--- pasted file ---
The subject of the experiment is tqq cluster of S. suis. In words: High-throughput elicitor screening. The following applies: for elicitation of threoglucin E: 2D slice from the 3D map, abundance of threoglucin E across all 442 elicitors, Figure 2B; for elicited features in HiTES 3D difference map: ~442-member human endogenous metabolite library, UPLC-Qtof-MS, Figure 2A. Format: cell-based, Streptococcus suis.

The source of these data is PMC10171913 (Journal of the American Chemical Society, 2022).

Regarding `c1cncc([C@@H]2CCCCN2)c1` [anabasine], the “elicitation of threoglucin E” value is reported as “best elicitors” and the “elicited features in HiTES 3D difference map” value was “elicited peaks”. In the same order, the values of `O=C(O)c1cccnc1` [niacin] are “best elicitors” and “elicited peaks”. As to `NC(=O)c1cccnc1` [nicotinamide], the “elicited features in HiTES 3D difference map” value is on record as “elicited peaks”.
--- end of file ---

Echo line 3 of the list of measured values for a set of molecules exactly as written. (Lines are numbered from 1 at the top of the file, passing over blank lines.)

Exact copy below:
Regarding `c1cncc([C@@H]2CCCCN2)c1` [anabasine], the “elicitation of threoglucin E” value is reported as “best elicitors” and the “elicited features in HiTES 3D difference map” value was “elicited peaks”. In the same order, the values of `O=C(O)c1cccnc1` [niacin] are “best elicitors” and “elicited peaks”. As to `NC(=O)c1cccnc1` [nicotinamide], the “elicited features in HiTES 3D difference map” value is on record as “elicited peaks”.